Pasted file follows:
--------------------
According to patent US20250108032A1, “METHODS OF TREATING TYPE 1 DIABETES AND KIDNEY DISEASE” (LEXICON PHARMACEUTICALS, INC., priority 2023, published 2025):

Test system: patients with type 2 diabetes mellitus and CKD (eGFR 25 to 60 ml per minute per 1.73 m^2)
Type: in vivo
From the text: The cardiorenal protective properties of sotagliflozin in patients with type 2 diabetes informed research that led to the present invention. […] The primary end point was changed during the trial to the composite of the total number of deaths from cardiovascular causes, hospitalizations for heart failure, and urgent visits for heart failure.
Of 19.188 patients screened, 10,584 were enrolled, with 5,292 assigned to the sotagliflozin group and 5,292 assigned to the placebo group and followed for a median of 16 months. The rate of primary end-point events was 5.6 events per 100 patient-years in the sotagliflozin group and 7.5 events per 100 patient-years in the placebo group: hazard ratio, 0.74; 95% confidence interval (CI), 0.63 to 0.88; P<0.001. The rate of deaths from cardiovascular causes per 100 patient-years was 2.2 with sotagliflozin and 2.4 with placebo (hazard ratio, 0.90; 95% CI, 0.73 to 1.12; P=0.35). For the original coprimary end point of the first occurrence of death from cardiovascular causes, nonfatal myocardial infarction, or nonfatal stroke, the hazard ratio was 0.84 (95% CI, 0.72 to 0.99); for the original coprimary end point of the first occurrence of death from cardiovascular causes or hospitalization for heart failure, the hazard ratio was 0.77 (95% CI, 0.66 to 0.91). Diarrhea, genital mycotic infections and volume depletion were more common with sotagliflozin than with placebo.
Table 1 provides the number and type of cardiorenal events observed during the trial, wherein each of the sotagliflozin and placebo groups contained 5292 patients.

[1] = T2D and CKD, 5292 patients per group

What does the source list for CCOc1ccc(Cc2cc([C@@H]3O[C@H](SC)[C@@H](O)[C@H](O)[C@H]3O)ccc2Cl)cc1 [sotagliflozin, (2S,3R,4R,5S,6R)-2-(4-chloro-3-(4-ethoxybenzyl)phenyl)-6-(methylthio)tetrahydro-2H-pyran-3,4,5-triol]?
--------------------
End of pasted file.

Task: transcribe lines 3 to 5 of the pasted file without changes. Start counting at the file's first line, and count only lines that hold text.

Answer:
Type: in vivo
From the text: The cardiorenal protective properties of sotagliflozin in patients with type 2 diabetes informed research that led to the present invention. […] The primary end point was changed during the trial to the composite of the total number of deaths from cardiovascular causes, hospitalizations for heart failure, and urgent visits for heart failure.
Of 19.188 patients screened, 10,584 were enrolled, with 5,292 assigned to the sotagliflozin group and 5,292 assigned to the placebo group and followed for a median of 16 months. The rate of primary end-point events was 5.6 events per 100 patient-years in the sotagliflozin group and 7.5 events per 100 patient-years in the placebo group: hazard ratio, 0.74; 95% confidence interval (CI), 0.63 to 0.88; P<0.001. The rate of deaths from cardiovascular causes per 100 patient-years was 2.2 with sotagliflozin and 2.4 with placebo (hazard ratio, 0.90; 95% CI, 0.73 to 1.12; P=0.35). For the original coprimary end point of the first occurrence of death from cardiovascular causes, nonfatal myocardial infarction, or nonfatal stroke, the hazard ratio was 0.84 (95% CI, 0.72 to 0.99); for the original coprimary end point of the first occurrence of death from cardiovascular causes or hospitalization for heart failure, the hazard ratio was 0.77 (95% CI, 0.66 to 0.91). Diarrhea, genital mycotic infections and volume depletion were more common with sotagliflozin than with placebo.